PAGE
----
At the show, Nissan launched its Brain-to-Vehicle technology, which reads the driver’s brainwaves to determine when the car’s intelligence should intervene. Although I'm personally unsure about the inclusion of brain surveillance in the driving experience, it may well be the next logical step as we increasingly give up our data in return for ‘free’ services. Certainly the anthropologists at Nissan argued that this was the very definition of assisted artificial intelligence.

Fortunately, autonomous vehicles are not the only way to get around. Improvements in battery technology mean that – between electric scooters capable of folding away into airplane carry on, and electric bikes with the power of motorcycles – personal mobility has become a market in its own right.

Personal health and sport were also big themes at the event. Philips has brought back the night cap, which not only looks far more fetching than the Victorian original, but is now also capable of lulling you gently into a slumber before monitoring the quality of your sleep. Orcam’s discrete camera-glasses for the visually impaired can read text and recognise people, whilst L’Oréal’s UV Sense is a sensor small enough to be worn comfortably on your fingernail that detects ultraviolet exposure.

One aspect of the show that has remained largely unchanged is its demographics. Whilst the glossy adverts on the walls depict women and BME people using technology, those actually designing it were, with a few exceptions, male and largely white. As always, there were no queues for the women’s loos and while there were not any ‘F1 girls’, the gender balance was improved largely by attractive women, who were not engineers, being employed to ‘explain’ technological advances.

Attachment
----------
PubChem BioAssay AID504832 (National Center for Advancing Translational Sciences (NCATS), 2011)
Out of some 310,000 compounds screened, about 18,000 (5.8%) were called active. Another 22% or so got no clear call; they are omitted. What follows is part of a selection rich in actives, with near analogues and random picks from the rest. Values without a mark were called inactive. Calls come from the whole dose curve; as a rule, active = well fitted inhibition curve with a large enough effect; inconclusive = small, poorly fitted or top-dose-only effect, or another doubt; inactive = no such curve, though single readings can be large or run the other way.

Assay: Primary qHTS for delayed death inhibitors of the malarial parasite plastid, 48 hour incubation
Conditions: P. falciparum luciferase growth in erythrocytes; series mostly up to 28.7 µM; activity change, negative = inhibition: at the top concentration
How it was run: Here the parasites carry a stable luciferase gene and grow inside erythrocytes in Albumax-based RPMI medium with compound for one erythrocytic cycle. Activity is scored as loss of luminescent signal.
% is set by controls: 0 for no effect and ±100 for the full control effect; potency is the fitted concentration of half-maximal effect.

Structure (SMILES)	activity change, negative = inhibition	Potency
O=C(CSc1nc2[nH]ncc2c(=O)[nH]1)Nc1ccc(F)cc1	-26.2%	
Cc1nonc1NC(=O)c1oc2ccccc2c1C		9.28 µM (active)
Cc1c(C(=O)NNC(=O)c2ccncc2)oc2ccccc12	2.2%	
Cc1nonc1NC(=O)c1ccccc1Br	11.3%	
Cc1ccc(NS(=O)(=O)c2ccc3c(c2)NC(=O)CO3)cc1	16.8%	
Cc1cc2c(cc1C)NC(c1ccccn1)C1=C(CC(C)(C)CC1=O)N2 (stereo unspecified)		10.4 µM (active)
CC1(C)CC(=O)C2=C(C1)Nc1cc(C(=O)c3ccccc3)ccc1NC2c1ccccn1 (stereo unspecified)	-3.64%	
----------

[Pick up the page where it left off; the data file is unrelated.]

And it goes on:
Weeks later, the World Economic Forum Annual Meeting in Davos was also dominated by technology, which the Prime Minister used as a fig leaf to cover the absence of vision for Brexit. Lacking in both the CES and Davos, was any sense that the interests of the many had any significant stake in what was going on. We need a Labour government to help change that.

Chi Onwurah is the Labour MP for Newcastle upon Tyne Central, and the shadow minister for industrial strategy.